What Can Romance Novels Teach Us?
by Terri Blackstock,, special for EIR
I’ve been thinking a lot lately about the things books taught me when I was younger, and the things they continue to teach me. Books teach us empathy when, as children, we see someone different from ourselves stuck in a situation we’ve never been in. The new kid who has no friends, the kid who’s bullied, the kid whose parents are divorced, the kid who’s experienced the death of a friend—all these situations in books teach children empathy, to walk a mile in someone else’s shoes, to be kind to people who are hurting. More than that, they teach us to see the pain of others.
I remember imagining what it would be like to be a Boxcar Kid
living in a train with your siblings, both parents dead, and the dread of a mean grandparent hanging over your head. I remember reading to my own children Bridge to Teribithia and sobbing with one of my daughters as one of the characters had to endure the death of her best friend. I remember so many other books that took me into strange places and adventures, but the ones that burn on my memory are the ones that taught me something about the human condition, about my own spirit, those that made me a kinder and gentler person who had empathy for others.
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Twisted Innocence by Terri Blackstock at Amazon
Now that empathy is what makes me a writer that some people like to read. Because I can put myself in someone else’s head and experience their heartbreak, I write stories that teach those virtues, as well. I help people understand situations they might have judged differently. I help them see what the “other side” looks like in their own situations. My Moonlighters Series features a messy character named Holly, who’s had problems holding a job, maintaining relationships, and staying sober. In Book 3, Twisted Innocence, she’s just given birth to her first child, and she struggles with trying to live a more stable life for her child. But the unstable father doesn’t make that easy for her when he takes her and the baby hostage to escape arrest for a murder charge. When I started that book, I honestly didn’t know where it was going to go. Would Creed Kershaw turn out to be a good guy or a bad guy? As my empathy kicked in and I began to understand how he got here, the story took an unexpected turn. Romance kicked in, and I was able to see Creed as someone who could be redeemed, someone messy like Holly, someone who also needed a life change.
I hope when readers close Twisted Innocence, they’ll love people like Holly and Creed more deeply, understand more clearly, and care about the people around them who have similar challenges. And if they relate strongly to those characters because they have messy lives too, I want them to know there is a God who loves them enough to die for them, and can wipe the slate clean. The best happy ending is complete redemption, isn’t it?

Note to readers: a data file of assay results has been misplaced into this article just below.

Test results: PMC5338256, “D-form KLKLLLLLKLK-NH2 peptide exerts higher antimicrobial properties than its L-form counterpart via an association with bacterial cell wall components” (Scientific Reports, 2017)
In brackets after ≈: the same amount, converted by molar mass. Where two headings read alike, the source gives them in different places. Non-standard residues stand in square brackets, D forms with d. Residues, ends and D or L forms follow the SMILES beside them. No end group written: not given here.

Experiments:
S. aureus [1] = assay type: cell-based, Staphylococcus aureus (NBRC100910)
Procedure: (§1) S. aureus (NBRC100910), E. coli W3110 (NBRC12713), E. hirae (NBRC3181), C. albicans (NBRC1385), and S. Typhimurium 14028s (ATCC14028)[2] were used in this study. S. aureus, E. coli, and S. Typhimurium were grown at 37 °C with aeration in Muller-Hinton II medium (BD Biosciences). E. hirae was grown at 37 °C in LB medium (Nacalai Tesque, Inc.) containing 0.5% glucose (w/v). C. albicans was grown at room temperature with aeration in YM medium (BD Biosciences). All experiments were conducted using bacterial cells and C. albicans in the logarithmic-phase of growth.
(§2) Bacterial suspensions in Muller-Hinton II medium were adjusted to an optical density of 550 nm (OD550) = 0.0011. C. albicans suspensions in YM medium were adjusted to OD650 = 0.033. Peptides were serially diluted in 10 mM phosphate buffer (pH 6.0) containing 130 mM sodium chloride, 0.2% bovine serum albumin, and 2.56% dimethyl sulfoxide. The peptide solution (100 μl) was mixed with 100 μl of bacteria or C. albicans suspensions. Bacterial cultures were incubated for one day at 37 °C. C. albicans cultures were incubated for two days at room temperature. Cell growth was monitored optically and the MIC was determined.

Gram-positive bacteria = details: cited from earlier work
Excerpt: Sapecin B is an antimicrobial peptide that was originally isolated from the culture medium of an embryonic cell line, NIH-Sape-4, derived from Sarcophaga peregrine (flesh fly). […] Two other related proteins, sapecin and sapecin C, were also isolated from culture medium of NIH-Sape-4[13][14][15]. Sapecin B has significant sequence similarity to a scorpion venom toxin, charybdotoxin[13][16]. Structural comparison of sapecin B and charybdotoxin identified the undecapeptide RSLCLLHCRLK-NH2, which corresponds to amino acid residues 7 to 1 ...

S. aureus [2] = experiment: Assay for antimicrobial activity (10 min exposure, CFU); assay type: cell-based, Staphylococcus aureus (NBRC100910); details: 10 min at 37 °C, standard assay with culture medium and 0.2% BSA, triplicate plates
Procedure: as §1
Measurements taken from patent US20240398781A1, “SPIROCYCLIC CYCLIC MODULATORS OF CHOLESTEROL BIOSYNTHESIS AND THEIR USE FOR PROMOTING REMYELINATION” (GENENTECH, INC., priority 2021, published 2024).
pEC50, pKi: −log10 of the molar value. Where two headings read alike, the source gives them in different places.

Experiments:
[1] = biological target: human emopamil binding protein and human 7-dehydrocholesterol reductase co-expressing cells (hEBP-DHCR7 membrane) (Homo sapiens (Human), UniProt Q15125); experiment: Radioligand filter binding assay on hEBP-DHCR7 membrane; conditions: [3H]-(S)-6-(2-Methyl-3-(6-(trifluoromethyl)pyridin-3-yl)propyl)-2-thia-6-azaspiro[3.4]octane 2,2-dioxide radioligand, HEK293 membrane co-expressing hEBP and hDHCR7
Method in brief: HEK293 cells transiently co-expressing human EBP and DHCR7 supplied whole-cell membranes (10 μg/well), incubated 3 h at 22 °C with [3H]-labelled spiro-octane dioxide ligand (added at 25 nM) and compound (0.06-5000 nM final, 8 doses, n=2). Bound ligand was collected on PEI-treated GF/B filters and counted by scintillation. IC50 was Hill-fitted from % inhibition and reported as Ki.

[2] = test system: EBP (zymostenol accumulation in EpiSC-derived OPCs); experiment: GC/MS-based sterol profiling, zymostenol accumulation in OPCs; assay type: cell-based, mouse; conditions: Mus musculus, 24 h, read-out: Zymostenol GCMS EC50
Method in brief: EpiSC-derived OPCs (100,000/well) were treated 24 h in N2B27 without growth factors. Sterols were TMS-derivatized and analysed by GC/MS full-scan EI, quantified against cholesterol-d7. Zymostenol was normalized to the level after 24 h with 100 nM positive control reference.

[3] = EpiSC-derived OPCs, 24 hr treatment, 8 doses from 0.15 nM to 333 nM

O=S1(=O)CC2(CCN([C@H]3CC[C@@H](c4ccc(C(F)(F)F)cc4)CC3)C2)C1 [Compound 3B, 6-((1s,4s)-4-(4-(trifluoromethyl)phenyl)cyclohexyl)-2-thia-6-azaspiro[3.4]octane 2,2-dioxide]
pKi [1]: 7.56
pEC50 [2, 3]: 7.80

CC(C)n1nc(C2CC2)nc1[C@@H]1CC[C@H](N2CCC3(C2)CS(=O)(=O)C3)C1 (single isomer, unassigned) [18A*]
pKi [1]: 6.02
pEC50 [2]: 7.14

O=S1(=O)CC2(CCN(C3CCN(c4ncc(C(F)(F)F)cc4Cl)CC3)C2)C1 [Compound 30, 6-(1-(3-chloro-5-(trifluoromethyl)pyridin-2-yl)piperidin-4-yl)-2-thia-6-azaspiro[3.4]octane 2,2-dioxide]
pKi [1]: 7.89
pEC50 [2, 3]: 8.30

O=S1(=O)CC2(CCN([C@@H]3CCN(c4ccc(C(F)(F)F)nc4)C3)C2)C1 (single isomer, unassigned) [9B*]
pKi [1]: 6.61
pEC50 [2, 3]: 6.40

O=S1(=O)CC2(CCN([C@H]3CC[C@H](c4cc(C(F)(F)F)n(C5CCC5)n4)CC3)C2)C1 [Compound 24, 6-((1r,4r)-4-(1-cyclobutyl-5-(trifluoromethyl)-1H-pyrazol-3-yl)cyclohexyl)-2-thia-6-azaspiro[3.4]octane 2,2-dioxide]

What books resonate in your memory as those that taught you something about life?
by Terri Blackstock
Holly Cramer’s past choices have finally caught up to her, but she never expected them to endanger her baby.
Though Holly’s stumbled through most of her adult life as a party girl, she longs to live a more stable life for her daughter. Then police show up to question her about the whereabouts of Creed Kershaw, Lily’s father. She has kept his identity a secret from friends and family—she never even told him about the pregnancy. Now he’s a person of interest in a drug-related murder case.
Determined to keep him out of their lives and turn him over to police, Holly uses her private investigating skills to search for him. But her bravado backfires when he turns the tables and takes her and the baby hostage. As desperate hours tick by, Holly realizes his connection to Leonard Miller—the man who has gunned down several members of her family. Creed claims he’s innocent and that Miller is after him too. His gentleness with Lily moves her, but she can’t trust a man who has held her at gunpoint . . . even if he reminds her so much of herself.
Dangers old and new threaten Holly and her baby, and lives are demanded as sacrifices for love. Through a complex web of mistakes and regret, redemption is the one hope Holly has left to hold on to.
TERRI BLACKSTOCK is a New York Times best-seller, with over six million copies sold worldwide. She is the winner of three Carol Awards, a Christian Retailers Choice Award, and a Romantic Times Book Reviews Career Achievement Award, among others. She has had over twenty-five years of success as a novelist. Terri spent the first twelve years of her life traveling in an Air Force family. She lived in nine states and attended the first four years of school in The Netherlands. Because she was a perpetual “new kid,” her imagination became her closest friend. That, she believes, was the biggest factor in her becoming a novelist.
To keep up with Terri Blackstock, visit www.terriblackstock.com, become a fan on Facebook (tblackstock) or follow her on Twitter (@TerriBlackstock).